Fibromyalgia and fibro fog

Seeing Through the Fog: Fibromyalgia and Slowed Responses

Fibromyalgia is a chronic disease that causes pain all over the body, as well as crushing fatigue. It’s more than just a physical disease, though; it affects the senses and mind, as well.

People with fibromyalgia often experience extreme sensitivity to various kinds of sensory stimulation. Often, bright lights or loud sounds will be intense and problematic.

Scents can also cause issues; even mild odors—to some people—can seem strong and cause headaches. This kind of over stimulation can lead to stress and anxiety, as well as increased levels of overall pain; such is the impact that the brain has over the body.

Another cognitive symptom of fibromyalgia is known as “fibro fog” or “brain fog.” The name of this symptom does a succinct job of describing what it feels like; people suffering from fibro fog often feel as though they are trying to function through a mental fog. This can cause problems with memory and concentration, as well as overall slowed responses.

People dealing with fibromyalgia and slowed responses may be frustrated when trying to go about their daily lives or do their jobs.

This is especially frustrating because fibromyalgia is an invisible illness and symptoms like fatigue are often seen as a weakness, rather than valid symptoms.

People are either told by others (or feel about themselves) that they need to “suck it up” or “pull themselves together” in order to function the way other people do.

It’s important, however, to realize that cognitive issues and fatigue with fibromyalgia are just as valid as the pain that its sufferers experience.

It’s also important for fibro patients to know (and make those around them understand) that an “invisible” illness is just as valid and should be taken just as seriously as an illness with visible symptoms or effects.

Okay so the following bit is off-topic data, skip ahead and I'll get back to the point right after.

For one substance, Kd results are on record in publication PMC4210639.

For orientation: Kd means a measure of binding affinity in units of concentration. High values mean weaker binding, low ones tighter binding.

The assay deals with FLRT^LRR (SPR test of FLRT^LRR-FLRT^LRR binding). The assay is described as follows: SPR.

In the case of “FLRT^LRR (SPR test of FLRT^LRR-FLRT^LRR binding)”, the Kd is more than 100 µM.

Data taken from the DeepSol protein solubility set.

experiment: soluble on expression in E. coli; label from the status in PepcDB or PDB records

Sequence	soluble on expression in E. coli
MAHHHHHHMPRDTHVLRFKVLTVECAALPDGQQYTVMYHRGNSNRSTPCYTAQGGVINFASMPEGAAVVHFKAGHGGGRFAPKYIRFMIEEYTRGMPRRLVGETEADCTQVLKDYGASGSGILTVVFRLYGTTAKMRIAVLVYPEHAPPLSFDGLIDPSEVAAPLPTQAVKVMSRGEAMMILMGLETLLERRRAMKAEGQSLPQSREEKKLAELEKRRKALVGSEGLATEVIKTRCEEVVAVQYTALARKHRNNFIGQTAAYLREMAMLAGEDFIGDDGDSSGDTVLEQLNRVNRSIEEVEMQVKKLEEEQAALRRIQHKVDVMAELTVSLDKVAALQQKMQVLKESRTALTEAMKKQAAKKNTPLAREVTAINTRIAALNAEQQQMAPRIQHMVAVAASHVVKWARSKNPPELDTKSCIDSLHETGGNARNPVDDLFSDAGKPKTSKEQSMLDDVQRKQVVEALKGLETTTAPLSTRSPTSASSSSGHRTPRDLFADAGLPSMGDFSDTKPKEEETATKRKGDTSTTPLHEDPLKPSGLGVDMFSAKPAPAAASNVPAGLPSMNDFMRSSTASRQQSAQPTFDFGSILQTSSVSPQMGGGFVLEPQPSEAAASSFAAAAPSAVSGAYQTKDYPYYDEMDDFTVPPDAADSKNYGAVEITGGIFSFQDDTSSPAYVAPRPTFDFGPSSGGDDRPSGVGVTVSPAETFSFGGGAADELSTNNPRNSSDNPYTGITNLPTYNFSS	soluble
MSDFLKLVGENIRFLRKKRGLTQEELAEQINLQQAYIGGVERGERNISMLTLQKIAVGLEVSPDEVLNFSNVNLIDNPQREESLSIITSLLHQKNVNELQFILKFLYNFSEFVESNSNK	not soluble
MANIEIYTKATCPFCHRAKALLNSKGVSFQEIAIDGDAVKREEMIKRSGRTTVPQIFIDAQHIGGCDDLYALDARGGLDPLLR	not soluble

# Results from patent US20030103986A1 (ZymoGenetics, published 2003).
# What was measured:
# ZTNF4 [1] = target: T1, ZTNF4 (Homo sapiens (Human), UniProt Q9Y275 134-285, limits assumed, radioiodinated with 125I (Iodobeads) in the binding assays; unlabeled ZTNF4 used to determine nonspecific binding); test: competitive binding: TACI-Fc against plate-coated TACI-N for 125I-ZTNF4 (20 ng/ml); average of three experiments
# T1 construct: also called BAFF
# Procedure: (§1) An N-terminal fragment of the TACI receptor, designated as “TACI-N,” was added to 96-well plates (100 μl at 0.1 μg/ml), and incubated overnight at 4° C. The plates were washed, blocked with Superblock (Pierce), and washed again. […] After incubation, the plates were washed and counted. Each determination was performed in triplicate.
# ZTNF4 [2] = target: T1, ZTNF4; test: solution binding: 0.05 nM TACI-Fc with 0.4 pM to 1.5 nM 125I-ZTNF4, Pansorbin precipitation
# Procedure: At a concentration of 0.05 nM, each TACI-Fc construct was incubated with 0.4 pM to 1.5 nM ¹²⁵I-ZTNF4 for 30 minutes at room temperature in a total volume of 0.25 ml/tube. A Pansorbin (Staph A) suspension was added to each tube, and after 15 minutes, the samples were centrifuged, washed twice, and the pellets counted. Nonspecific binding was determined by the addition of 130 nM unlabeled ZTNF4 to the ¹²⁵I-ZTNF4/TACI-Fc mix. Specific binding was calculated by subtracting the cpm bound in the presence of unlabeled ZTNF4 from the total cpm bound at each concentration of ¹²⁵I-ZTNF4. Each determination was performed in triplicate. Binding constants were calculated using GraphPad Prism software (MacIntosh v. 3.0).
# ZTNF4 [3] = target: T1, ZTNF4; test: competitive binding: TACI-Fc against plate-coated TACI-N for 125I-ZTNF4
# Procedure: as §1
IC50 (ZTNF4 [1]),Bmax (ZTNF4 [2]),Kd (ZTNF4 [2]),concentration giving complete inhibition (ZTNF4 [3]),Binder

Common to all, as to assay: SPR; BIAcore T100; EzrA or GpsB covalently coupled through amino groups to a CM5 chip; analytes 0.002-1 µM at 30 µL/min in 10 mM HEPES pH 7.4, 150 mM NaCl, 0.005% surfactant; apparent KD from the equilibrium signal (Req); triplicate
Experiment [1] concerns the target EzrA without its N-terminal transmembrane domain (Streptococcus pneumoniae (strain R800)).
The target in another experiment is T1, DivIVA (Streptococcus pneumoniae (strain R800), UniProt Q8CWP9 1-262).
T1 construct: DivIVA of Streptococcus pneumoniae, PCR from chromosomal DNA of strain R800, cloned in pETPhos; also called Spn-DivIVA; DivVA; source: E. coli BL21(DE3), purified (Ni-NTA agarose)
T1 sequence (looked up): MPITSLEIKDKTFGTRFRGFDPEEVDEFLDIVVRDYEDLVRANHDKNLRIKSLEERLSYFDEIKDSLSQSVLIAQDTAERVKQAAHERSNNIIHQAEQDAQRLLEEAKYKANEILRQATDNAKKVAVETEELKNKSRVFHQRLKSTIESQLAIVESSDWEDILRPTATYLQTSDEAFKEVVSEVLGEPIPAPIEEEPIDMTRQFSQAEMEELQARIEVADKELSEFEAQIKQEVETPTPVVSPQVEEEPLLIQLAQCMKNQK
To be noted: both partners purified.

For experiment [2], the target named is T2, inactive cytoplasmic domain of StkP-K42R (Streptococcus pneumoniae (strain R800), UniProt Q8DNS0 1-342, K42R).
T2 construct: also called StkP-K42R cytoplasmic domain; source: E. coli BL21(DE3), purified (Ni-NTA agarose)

Treatment for Fibromyalgia and Slowed Responses

Help for the cognitive symptoms of fibromyalgia means treating the disease as a whole. There is an intense mind-body connection with fibromyalgia, so if you want to combat symptoms such as fibro fog, you’ll want to address your physical pain as well as your cognitive symptoms.

Rest and Good Sleep Hygiene

Insomnia and chronic fatigue are common symptoms of fibromyalgia. Unfortunately, fatigue plays a large role in fibro fog and the slowed responses, memory and concentration problems that come with it.

Getting rest can be a challenge for many people with fibromyalgia, but it can be hugely helpful in easing pain and clearing away the mental fog.

For some people, medication works to help ease their pain, calm their anxiety, and/or help them fall asleep.

It’s also important to develop good sleep hygiene. Try to go to bed around the same time each night. Make your bedroom a sanctuary that is free of ambient light and outside noise.

A white noise machine is an excellent way to drown out any annoying noise, as well as to help soothe you to sleep.